We’re in Montenegro, one of Europe’s newest nations, and the road we’re climbing clings to the steep limestone mountains overlooking the Bay of Kotor. With every bend (or serpentine, as our guide aptly describes them) the views of the bay become increasingly breathtaking.
On the eighth hairpin the coach comes to a grinding halt as a couple of cows and a hefty bull plod up the hill in front of us; but we don’t mind – it gives us time to soak up a bit more of ‘that view’. The bovine roadblock pulls into a convenient passing point and we’re off again – onwards and upwards.
It’s the ‘Grand Montenegro Tour’ our first excursion on our Celebrity Cruise and when we stop at serpentine number 25, a mighty 850m above sea-level, we can see our ship ‘Silhouette’ sitting centre stage in the beautiful bay. The Gulf of Kotor (Boka Kotorska), despite often being called the southern-most fjord in Europe, is actually a submerged river canyon and from this height we can see the route the river would have once taken. This morning I woke, as the ship edged into Kotor, to see a backdrop of green covered mountains plunge into the bay behind small monastery islands set in the deep, still waters. Mistakenly I thought that would be the best view of the day. I couldn’t have been more wrong.
We tear ourselves away from the vista and head back to the coach for our next stop, Njegusi, which is even higher up the mountain at 1100m. Njegusi is famous for its local cheese, ’sir’, and ‘prsut’ a smoked dried ham; we sample a generous portion of each with a huge beaker of very drinkable red wine in Kadmi Ethnic Village. It’s not even midday but, well….! The restaurant is cosy inside and reminds me of a ski chalet with its hide covered benches, gingham curtains and copper fire hoods but today is warm so we head back outside to enjoy the views of Mount Lovćen.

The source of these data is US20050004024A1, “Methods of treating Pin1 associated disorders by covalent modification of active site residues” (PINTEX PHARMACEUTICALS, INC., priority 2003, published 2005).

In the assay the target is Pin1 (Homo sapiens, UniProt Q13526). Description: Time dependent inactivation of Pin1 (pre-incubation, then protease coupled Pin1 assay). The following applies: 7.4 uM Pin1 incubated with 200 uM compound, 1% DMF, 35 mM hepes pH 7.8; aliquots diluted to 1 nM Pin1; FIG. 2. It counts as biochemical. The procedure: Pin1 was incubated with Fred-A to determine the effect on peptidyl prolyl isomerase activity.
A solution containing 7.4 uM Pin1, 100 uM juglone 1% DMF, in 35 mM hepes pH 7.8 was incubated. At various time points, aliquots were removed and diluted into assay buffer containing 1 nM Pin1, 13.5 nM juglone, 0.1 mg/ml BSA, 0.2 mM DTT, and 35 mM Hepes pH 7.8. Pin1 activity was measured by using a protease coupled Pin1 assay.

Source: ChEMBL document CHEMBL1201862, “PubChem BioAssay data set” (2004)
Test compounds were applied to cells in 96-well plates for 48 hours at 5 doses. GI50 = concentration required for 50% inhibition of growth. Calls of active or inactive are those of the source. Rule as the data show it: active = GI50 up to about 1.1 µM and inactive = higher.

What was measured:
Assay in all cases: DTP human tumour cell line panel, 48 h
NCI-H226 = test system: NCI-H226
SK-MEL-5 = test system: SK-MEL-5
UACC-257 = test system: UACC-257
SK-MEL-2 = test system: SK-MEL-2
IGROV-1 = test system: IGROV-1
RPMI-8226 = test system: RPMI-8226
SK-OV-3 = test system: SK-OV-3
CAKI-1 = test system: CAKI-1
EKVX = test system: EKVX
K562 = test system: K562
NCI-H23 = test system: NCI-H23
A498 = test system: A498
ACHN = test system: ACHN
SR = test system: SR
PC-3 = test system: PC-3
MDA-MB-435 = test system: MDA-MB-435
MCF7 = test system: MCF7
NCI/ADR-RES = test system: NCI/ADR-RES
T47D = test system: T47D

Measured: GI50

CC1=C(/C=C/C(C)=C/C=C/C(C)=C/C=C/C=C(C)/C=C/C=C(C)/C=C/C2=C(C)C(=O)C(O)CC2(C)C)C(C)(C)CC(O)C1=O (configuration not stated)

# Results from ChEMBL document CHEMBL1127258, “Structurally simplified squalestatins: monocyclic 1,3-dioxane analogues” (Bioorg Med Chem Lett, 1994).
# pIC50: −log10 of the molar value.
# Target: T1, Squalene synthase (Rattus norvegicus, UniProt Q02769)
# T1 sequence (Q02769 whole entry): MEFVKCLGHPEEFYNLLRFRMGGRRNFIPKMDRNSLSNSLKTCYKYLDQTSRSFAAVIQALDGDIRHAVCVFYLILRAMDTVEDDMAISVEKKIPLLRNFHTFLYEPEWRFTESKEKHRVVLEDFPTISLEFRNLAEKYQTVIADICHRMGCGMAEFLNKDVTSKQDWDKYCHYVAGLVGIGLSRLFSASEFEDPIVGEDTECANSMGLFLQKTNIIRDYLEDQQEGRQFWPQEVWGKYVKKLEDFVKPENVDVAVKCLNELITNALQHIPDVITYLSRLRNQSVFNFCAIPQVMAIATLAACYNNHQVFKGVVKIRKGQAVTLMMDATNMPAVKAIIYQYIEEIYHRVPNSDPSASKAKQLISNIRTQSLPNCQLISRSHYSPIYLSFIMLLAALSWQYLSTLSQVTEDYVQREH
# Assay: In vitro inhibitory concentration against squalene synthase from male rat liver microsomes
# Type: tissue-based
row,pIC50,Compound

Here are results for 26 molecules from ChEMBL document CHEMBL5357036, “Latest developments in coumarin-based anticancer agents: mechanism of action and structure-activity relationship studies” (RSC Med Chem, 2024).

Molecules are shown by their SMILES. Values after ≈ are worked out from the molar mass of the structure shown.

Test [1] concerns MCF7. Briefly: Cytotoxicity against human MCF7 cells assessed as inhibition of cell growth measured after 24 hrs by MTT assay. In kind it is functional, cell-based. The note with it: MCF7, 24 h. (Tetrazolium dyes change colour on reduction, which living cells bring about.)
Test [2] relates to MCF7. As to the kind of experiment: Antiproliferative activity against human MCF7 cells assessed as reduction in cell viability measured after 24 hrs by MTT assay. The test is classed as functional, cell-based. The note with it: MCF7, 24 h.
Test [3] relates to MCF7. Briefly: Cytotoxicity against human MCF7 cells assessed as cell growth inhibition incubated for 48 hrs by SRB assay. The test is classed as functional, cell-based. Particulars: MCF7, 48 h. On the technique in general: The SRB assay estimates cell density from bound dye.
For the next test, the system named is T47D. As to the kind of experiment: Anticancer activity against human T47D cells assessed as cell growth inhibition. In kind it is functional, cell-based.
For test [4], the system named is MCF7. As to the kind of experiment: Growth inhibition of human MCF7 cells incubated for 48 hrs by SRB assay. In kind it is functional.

Our next stop is Cetinje and we head off along the road from Njegusi which winds through a grey, rugged area of Mount Lovcen known as The Stone Sea. The view is stark but softened with splashes of autumn colour.
Until 1946 Cetinje was the capital of Montenegro, before Podgorica took over the mantle, although the small town still remains the country’s cultural and royal capital. It’s a pretty place with a quiet air about it dotted with small embassies and museums – so much nicer than Podgorica – but then I’m slightly biased as a few years ago my luggage went walkabout in Podgorica…
We visit the State Museum, on King Nicholas’ Square, which is the former residence of Nikola Petrovic I, king of Montenegro. The palace is set out with beautiful period rooms as they would have been when the palace was in use. I loved the Princesses’ bedrooms and it would seem little girls liked pink just as much then as they do now! Displays of uniforms, medals, flags and weaponry fill the building but photography wasn’t allowed. If you’d like to know more check the museum’s official website where you’ll find a virtual tour and photographs.
We leave the peacefulness of Cetinje for the thirty minute drive to the coastal town of Budva where we’ll have lunch and a wander. As the sea comes into view so does Sveti Stefan in the distance, an exclusive holiday hideaway only accessable nowadays to the rich and famous.Budva’s a pretty little fortified town and worthy of its own photo tour so for now I’ll just leave you with a taster…
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Many thanks to Celebrity Cruises UK for hosting my first cruise. As always views and opinions; good, bad or otherwise are entirely my own.